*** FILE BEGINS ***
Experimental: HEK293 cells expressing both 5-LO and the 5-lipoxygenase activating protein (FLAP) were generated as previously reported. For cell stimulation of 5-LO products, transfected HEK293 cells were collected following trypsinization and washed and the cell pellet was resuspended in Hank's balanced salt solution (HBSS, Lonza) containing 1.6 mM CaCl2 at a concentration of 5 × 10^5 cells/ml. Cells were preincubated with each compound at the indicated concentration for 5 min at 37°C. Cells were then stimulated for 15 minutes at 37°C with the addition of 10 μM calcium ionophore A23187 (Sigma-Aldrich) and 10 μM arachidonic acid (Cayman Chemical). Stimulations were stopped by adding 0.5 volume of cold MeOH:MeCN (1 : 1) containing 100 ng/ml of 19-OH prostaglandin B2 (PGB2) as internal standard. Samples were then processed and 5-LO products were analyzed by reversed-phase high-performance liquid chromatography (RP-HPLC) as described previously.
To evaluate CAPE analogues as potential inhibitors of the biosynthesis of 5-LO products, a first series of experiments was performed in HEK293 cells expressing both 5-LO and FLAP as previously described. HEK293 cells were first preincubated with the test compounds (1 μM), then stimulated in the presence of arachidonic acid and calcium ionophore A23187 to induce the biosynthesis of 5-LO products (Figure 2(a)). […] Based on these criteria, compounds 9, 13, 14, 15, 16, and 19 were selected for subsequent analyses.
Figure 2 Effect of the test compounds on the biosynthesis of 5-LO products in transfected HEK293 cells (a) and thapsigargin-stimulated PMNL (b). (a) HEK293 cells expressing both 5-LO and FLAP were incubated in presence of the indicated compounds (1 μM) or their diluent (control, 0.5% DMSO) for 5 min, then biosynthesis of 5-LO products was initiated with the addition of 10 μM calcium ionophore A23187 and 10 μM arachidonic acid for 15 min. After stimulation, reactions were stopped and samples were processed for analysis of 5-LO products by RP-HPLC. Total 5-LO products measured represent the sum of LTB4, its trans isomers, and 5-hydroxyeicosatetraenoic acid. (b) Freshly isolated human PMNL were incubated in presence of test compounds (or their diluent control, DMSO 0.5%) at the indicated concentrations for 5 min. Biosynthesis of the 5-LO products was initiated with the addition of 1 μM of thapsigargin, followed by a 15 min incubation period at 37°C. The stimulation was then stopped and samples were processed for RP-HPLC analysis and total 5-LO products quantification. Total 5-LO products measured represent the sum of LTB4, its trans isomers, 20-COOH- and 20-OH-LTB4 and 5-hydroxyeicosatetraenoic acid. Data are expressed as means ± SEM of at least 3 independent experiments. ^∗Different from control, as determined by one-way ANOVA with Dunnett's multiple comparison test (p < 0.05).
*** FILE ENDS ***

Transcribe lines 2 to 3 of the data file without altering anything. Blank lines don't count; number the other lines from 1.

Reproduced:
To evaluate CAPE analogues as potential inhibitors of the biosynthesis of 5-LO products, a first series of experiments was performed in HEK293 cells expressing both 5-LO and FLAP as previously described. HEK293 cells were first preincubated with the test compounds (1 μM), then stimulated in the presence of arachidonic acid and calcium ionophore A23187 to induce the biosynthesis of 5-LO products (Figure 2(a)). […] Based on these criteria, compounds 9, 13, 14, 15, 16, and 19 were selected for subsequent analyses.
Figure 2 Effect of the test compounds on the biosynthesis of 5-LO products in transfected HEK293 cells (a) and thapsigargin-stimulated PMNL (b). (a) HEK293 cells expressing both 5-LO and FLAP were incubated in presence of the indicated compounds (1 μM) or their diluent (control, 0.5% DMSO) for 5 min, then biosynthesis of 5-LO products was initiated with the addition of 10 μM calcium ionophore A23187 and 10 μM arachidonic acid for 15 min. After stimulation, reactions were stopped and samples were processed for analysis of 5-LO products by RP-HPLC. Total 5-LO products measured represent the sum of LTB4, its trans isomers, and 5-hydroxyeicosatetraenoic acid. (b) Freshly isolated human PMNL were incubated in presence of test compounds (or their diluent control, DMSO 0.5%) at the indicated concentrations for 5 min. Biosynthesis of the 5-LO products was initiated with the addition of 1 μM of thapsigargin, followed by a 15 min incubation period at 37°C. The stimulation was then stopped and samples were processed for RP-HPLC analysis and total 5-LO products quantification. Total 5-LO products measured represent the sum of LTB4, its trans isomers, 20-COOH- and 20-OH-LTB4 and 5-hydroxyeicosatetraenoic acid. Data are expressed as means ± SEM of at least 3 independent experiments. ^∗Different from control, as determined by one-way ANOVA with Dunnett's multiple comparison test (p < 0.05).